Thursday, August 13, 2015

What is a scientist? And, is the Internet rotting kids’ brains?

There's a recent article Don’t panic, the internet won’t rot children’s brains in The Conversation that’s very much worth reading in its own right.

However, in this case I’m pointing out that it has an excellent, to-the-point passage about the nature of science:

There’s no admission ceremony to become a scientist, no Hippocratic-like oath, no hand placed on a holy book while pledging to uphold this or that. There’s no need for any of this, because without following the fundamentals of science, you are, quite simply, not a scientist.

At the very core of science is the judgement of theories in light of available evidence. Scientists are humans. We have our own beliefs and prejudices, and at times it is near-on impossible to divorce ourselves from these.

That’s why the only kingmaker in science is evidence: objective, irrefutable observations. For every scientific theory proven through observations, there are dozens that lie shattered on the floor. And that’s how it should be.

And I’ll leave it at that, for you to ponder.

FOOTNOTE:
Not to be judgmental, but the above quotation has the spelling “judgement” and there’s an interesting discussion of this spelling over at The Grammarist

Monday, April 20, 2015

Presenting a stronger scientific case for global warming, via the rattlesnake’s tail analogy

Scientists and other concerned about global warming have, in my opinion, not done a good job people trying to get the message across.

In particular, they often present arguments about warming that has occurred during the last century or so, showing alarmingly steep graphs of global temperature rises. In very few cases will you be shown what preceded the recent temperature changes, over a much longer period of centuries or millennia.

I have tried to point this out here in this blog -- see The rattlesnake;s rattle (part 2)— and included a few illustrations that I was able to patch together back then (in 2010).

Well, I recently came across 2500 Years of European Climate Variability and Human Susceptibility (PDF) in which some European scientists  present tree ring–based reconstructions of central European summer precipitation and temperature variability over the past 2500 years.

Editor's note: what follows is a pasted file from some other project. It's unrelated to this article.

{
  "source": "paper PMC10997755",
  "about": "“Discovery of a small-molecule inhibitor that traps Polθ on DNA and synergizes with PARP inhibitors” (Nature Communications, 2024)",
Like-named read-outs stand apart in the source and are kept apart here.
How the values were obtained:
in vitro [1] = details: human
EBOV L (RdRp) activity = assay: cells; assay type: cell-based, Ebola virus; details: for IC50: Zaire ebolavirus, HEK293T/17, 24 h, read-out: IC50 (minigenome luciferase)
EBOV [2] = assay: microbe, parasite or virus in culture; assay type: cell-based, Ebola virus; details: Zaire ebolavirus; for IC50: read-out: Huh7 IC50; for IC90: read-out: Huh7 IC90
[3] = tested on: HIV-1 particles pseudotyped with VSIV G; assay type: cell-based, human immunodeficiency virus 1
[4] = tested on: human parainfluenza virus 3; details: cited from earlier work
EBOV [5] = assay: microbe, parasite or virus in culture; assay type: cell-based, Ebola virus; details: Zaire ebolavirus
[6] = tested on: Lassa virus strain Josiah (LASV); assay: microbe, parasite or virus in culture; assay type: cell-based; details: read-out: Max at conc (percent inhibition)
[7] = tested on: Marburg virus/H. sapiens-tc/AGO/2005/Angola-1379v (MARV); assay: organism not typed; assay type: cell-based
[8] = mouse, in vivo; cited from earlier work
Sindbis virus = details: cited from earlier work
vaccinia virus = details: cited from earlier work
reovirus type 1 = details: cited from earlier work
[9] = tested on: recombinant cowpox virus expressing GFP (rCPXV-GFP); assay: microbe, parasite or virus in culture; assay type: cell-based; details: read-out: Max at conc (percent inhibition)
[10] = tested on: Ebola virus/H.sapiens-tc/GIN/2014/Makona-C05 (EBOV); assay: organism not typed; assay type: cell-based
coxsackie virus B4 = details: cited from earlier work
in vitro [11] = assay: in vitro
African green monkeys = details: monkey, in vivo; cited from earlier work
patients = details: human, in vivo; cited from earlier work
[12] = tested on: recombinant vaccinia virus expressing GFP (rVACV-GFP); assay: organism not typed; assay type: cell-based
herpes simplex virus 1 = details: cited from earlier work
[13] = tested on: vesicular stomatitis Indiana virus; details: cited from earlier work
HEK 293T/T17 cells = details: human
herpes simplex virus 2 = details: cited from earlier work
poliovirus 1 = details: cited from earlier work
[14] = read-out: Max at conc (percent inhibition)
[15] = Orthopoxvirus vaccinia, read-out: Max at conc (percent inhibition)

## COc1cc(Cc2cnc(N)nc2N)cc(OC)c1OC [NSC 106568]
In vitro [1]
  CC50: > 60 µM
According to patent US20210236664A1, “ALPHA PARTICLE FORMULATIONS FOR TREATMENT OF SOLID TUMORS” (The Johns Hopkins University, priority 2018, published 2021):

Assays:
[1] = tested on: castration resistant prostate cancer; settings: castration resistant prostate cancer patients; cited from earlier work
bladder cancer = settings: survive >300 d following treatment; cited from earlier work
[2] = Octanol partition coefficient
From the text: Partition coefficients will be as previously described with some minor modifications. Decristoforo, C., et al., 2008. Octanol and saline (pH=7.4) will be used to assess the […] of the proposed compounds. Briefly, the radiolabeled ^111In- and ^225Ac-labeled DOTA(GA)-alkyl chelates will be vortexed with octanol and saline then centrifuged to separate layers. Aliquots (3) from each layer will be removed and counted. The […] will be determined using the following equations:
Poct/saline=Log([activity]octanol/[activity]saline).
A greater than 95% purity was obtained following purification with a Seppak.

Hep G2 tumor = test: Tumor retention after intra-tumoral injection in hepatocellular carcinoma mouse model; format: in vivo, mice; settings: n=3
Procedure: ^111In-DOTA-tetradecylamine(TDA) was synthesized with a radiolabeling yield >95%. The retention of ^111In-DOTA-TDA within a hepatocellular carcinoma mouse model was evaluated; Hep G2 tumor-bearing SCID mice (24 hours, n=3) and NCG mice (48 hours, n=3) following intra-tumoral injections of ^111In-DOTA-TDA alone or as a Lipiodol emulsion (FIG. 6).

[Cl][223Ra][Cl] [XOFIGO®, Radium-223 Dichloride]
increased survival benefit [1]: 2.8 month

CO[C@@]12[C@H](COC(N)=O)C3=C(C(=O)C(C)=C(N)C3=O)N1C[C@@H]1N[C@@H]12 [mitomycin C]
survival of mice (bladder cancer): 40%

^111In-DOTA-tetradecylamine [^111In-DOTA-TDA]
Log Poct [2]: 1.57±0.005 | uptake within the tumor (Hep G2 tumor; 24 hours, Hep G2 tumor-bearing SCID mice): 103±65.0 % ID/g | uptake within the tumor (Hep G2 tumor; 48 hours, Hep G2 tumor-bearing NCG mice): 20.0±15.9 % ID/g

To expound on my point, let’s look at the following chart from the above paper:

image

I’d consider any trends that emerge from studying natural phenomena over several millennia are more likely to be meaningful than supposed trends obtained from results of measurements made only in the last century or so.

I have added a green ellipse around the part that is often used when discussing global warming, and I’d say that the accusation can be made, with quite some justification, that basing global warming arguments over such a restricted period (the art that’s circled, a handful of decades) is not very convincing science.

But if you consider the entire scope of this chart, it becomes much “safer” to argue that there indeed has been a sudden and significant rise in temperature during the last half century.

That’s what I was trying to get at in earlier bog posts, via my not-so-good analogy of the rattlesnake with its tail steeply raised giving us a warning that we cannot afford to ignore:

rattlesnake
Imagine that the snake represents climate changes
going way back in time, and we’re positioned
at the very tip of the rattle

By the way, you’ll probably be fascinated by The Season of the Witch: Climate-Change and Witch-Hunt Through the Ages

Saturday, February 14, 2015

On the matter of asking useful questions

This blog is all about asking Basic Questions.

Hopefully they will be “the right questions” rather than just any old questions.

Josh Kaufman has written a pertinent blog post:

How to Ask Useful Questions